iPhoto vs. Aperture vs. Lightroom vs. Photoshop

Discussion in 'Mac Apps and Mac App Store' started by asherman13, Apr 26, 2006.

  1. asherman13 macrumors 6502a

    asherman13

    Joined:
    Jul 31, 2005
    Location:
    SF Bay Area, CA
    #1
    iPhoto? Aperture? Lightroom? Photoshop?

    Which one is for which type of photographer doing which type of work? How are they different (and similar, I guess) from one another?

    EDIT Darn it, I just realized I should've posted in the Digital Photography forum. Sorry Dr. Q!
     
  2. howesey macrumors 6502a

    Joined:
    Dec 3, 2005
    #2
    Basically.

    iPhoto is for the consumer. It is really a very cutdown version of Aperture.

    Aperture is bloated, slow, has hardly any decent RAW support. Oh, and it's slow!

    Lightroom. Lightroom is good. It's quite quick. Integrates with Photoshop. Has good RAW support which is a major plus. You can do a few edits such as white balance, brightness etc.

    Photoshop is the daddy when it comes to manipulation. It's RAW support is ok, a little slow and images lack detail (others are far better). You can virtually do any form of manipulation. Adobe Bridge is also included, which is similar to lightroom, and quicker. :)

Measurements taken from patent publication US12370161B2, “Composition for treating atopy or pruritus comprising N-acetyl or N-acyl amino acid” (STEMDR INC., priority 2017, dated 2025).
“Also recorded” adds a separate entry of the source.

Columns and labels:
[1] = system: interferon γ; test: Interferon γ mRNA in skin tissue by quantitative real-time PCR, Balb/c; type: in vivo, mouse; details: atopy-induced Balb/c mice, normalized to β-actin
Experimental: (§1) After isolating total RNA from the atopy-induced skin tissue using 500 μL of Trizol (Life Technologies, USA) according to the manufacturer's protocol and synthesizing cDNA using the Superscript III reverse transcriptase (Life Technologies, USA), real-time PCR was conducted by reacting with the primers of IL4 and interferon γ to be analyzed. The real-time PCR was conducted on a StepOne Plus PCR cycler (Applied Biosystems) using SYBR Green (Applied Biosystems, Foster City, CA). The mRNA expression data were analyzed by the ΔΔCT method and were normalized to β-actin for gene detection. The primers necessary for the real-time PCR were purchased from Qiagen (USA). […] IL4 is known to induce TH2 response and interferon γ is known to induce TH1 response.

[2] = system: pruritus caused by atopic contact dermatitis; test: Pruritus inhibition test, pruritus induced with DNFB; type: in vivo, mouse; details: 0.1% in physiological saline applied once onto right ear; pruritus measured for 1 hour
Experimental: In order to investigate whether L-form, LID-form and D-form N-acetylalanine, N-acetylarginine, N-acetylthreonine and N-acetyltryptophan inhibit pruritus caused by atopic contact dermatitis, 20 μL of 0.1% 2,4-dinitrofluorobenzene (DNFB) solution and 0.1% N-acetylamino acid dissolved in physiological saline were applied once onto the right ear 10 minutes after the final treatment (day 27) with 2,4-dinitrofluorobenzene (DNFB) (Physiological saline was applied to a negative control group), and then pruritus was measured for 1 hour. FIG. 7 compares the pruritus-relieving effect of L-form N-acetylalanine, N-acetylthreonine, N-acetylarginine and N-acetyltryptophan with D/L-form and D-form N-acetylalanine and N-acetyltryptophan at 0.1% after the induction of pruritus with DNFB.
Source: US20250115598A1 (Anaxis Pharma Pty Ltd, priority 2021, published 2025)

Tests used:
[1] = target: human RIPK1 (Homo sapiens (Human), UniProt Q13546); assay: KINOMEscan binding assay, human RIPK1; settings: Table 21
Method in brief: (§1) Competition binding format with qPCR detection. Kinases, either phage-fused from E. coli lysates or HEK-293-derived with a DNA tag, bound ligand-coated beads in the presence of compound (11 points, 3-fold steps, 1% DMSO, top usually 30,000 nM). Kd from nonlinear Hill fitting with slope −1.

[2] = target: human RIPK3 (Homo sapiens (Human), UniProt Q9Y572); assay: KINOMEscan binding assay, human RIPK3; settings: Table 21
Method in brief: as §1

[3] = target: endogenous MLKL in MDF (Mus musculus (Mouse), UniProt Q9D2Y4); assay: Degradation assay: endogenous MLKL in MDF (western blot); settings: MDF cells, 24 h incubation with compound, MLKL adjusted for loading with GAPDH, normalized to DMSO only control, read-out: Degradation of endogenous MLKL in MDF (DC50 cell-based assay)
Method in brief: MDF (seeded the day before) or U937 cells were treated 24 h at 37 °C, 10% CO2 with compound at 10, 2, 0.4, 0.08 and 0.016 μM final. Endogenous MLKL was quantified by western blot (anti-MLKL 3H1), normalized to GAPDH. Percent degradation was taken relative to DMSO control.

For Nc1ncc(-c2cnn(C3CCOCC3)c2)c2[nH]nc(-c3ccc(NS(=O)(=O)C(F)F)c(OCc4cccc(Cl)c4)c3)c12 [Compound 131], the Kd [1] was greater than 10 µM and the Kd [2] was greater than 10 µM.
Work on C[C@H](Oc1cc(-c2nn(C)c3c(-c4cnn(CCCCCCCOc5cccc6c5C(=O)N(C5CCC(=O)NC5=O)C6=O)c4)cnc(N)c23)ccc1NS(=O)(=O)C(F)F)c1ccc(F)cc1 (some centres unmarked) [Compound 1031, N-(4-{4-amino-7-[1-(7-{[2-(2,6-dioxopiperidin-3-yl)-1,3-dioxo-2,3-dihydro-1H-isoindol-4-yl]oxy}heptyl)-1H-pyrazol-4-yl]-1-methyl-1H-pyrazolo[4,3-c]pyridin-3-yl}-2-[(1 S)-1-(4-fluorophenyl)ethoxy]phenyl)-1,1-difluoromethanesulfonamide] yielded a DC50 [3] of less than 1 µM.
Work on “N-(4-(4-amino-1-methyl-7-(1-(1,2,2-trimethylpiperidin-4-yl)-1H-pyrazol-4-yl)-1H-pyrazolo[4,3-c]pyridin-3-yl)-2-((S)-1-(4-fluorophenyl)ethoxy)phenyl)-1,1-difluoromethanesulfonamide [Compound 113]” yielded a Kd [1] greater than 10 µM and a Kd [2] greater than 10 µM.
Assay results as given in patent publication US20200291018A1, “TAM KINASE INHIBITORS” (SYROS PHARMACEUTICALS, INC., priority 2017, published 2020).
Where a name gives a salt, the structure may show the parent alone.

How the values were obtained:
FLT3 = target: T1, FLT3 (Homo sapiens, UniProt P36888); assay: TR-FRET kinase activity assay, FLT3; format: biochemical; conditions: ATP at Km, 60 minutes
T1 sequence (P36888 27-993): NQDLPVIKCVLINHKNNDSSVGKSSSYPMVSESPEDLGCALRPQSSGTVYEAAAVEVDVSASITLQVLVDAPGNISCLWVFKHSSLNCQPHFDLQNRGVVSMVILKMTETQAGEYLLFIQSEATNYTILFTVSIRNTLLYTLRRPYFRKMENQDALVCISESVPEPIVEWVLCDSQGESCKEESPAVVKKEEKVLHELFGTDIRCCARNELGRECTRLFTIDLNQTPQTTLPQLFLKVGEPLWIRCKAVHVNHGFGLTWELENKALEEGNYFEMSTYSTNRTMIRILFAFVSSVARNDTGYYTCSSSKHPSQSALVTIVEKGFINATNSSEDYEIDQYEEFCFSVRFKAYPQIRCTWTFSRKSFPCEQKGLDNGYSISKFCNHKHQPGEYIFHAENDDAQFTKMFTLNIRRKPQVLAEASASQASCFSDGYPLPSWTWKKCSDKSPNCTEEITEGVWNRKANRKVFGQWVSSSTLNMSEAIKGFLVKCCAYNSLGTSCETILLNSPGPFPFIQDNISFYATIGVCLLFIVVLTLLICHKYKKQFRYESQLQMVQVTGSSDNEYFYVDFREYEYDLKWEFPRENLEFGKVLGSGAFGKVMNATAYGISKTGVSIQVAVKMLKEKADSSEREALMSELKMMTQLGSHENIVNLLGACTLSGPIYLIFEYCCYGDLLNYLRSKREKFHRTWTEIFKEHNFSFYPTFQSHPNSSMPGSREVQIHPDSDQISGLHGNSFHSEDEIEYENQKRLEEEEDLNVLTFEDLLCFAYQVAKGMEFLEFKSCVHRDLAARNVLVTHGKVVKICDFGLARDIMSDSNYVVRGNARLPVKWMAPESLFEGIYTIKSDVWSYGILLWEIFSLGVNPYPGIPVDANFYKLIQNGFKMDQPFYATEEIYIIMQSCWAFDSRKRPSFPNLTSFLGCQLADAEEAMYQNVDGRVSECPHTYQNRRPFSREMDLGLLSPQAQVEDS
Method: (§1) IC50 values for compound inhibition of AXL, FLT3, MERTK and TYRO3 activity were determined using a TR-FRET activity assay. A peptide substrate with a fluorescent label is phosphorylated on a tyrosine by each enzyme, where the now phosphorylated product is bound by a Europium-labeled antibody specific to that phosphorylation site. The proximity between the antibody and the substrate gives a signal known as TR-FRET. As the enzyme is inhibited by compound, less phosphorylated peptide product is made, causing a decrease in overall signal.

3. Chaszmyr macrumors 601

    Chaszmyr

    Joined:
    Aug 9, 2002
    #3
    Half right. iPhoto and Aperture really aren't similar at all. iPhoto has some basic editing functions, but it's mostly just for storage and organization, and to deal with snapshots.

    Aperture is only bloated and slow if it does stuff you don't need and you have a slow computer. It is designed for professional photographers who want to emulate the darkroom process as closely as possible. There is nothing wrong with Aperture's RAW support.

    Lightroom and Aperture are all but identical. I like Aperture better, but Aperture requires a more powerful machine to run properly

    Photoshop is the de facto gold standard for image manipulation. It's not necessarily better than lightroom or aperture, because they aren't designed for the same purposes. Photoshop is a much more robust application, that lets you do all sorts of 2D digital artwork, spot editing, etc. If you don't care about doing anything that can't be done in a darkroom, though, it's not necessarily the app you want to go with.
     

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